Sunday, April 1, 2018

#2,493. Free Fire (2016)


Directed By: Ben Wheatley

Starring: Sharlto Copley, Brie Larson, Armie Hammer




Tag line: "All guns. No control"

Trivia: Olivia Wilde was cast in the lead role, but dropped out







Certain things grab my attention, and in the case of Free Fire it was the little snippet on the Blu-Ray cover that one of its executive producers was Martin Scorsese. For me, Scorsese is the consummate cinephile, and the fact that this 2016 film bears his name was enough to convince me it was worth checking out.

The setting is 1970s Boston. Chris (Cillian Murphy) and Frank (Michael Smiley) are trying to secure weapons for the Irish Republican Army. With the help of Justine (Brie Larson) they’ve arranged a meeting with Vernon (Sharito Copley), a wealthy South African arms dealer who has agreed to sell them a shipment of M-16 assault rifles. Both parties meet late one evening in an abandoned warehouse to make the exchange. 

To help move the rifles, Chris and Frank have brought along Stevo (Sam Riley) - Frank’s drug-addicted brother-in-law - and Stevo’s friend Bernie (Enzo Cilenti). As for Vernon, he’s joined by his partner Martin (Babou Ceasay), a couple of hired guns (Jack Raynor and Noah Taylor), and the smooth-talking Ord (Armie Hammer), who will act as mediator. 

Tensions flare up temporarily when Chris and Frank discover Vernon has changed the deal on them (he’s brought AK-47s instead of M-16s), but just when it looks as if things are calming down, the negotiations take an unexpected turn. Minutes later, guns are blazing, and with hundreds of bullets flying in such a confined space, odds are very few of the combatants will make it out of this unfortunate predicament alive.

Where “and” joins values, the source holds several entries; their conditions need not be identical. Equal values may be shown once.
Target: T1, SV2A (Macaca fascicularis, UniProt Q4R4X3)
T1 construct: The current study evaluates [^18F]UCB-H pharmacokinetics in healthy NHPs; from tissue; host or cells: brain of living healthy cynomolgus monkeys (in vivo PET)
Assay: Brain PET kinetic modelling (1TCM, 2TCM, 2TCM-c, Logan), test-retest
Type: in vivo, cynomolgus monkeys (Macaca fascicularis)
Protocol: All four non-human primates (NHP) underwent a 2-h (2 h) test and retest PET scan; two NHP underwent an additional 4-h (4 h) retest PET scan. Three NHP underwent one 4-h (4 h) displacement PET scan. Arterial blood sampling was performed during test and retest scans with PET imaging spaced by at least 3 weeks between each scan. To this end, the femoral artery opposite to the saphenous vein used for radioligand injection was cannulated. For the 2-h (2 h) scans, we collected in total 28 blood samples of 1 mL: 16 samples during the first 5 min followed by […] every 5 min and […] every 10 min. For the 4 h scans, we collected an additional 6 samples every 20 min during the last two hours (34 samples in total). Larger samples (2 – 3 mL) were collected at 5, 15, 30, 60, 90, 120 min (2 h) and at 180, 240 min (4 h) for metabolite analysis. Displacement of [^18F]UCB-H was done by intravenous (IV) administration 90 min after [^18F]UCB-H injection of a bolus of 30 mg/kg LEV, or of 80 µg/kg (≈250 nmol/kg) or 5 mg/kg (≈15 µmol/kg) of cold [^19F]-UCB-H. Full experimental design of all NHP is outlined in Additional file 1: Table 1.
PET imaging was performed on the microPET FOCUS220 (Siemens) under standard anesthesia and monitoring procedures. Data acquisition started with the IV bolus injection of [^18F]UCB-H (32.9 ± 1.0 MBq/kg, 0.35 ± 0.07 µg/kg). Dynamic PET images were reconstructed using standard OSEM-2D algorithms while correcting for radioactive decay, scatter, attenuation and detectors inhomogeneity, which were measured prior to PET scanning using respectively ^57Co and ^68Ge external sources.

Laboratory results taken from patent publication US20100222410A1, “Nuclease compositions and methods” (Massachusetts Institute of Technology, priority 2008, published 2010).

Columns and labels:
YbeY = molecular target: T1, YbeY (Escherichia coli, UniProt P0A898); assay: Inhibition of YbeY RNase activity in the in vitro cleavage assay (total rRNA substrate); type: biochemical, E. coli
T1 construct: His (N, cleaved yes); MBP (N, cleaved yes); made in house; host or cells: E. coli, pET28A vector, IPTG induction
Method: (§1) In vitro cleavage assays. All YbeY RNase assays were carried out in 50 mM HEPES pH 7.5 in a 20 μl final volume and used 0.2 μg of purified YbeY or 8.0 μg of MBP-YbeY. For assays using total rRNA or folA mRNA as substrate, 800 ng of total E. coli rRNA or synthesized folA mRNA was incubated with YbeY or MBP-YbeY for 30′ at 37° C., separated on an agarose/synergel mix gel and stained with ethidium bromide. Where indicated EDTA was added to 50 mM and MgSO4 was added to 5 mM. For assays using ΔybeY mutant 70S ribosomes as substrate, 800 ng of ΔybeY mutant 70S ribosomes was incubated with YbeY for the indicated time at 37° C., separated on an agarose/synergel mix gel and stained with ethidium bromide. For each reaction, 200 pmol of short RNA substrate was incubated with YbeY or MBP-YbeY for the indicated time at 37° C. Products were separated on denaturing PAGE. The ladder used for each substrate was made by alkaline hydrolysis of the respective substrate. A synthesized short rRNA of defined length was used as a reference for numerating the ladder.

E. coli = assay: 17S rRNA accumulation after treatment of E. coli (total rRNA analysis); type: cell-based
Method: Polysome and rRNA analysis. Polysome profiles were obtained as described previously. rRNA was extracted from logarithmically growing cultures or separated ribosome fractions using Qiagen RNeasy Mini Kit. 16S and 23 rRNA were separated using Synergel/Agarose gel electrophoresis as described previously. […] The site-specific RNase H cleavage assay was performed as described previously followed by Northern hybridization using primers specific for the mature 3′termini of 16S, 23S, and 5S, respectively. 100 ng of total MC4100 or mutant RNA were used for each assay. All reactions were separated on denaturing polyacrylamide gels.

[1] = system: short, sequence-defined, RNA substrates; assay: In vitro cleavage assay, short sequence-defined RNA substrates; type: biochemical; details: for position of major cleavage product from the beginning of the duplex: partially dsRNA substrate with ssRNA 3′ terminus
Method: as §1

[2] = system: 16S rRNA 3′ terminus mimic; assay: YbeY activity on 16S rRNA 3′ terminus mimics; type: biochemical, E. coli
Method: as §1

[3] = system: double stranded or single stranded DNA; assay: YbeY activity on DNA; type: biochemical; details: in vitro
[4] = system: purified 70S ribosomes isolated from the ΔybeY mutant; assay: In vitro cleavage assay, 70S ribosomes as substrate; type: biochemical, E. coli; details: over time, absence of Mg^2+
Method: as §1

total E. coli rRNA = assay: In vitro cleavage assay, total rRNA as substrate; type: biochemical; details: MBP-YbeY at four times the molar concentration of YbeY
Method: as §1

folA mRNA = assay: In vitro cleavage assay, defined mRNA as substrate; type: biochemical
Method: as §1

The creative team behind Free Fire did an outstanding job capturing the look and feel of the 1970s, from the polyester-rich clothes right down to the musical soundtrack (I’ll never hear John Denver’s “Annie’s Song” again without thinking of this movie). As for the cast, it’s tempting to try and select one or two of the performances as “standouts”; Sharito Copley is hilarious as the megalomaniac Vernon, as is Gillian Murphy as the hard-nosed Irishman who, in every situation, refuses to back down. Armie Hammer is also good as the wise-cracking Ord, and Brie Larson holds her own surrounded by what is otherwise an all-male cast. But the fact of the matter is that Free Fire is a true ensemble piece. Every performer shines, and whether you like their character or hate them (Sam Riley’s Stevo is a slimeball), not a one is boring. 

Though it takes place in a single setting, Free Fire manages to maintain a consistent level of intensity throughout. You wouldn’t think a 90-minute standoff could accomplish this, but this one does, and the smart, witty screenplay co-written by Amy Jump and director Ben Wheatley is a key reason why (along with the action, the film is damn funny, and features plenty of dialogue that will have you laughing out loud). 

Loaded with humor and excitement, Free Fire is the kind of movie Martin Scorsese himself turns out on a regular basis. 

And that is no faint praise.







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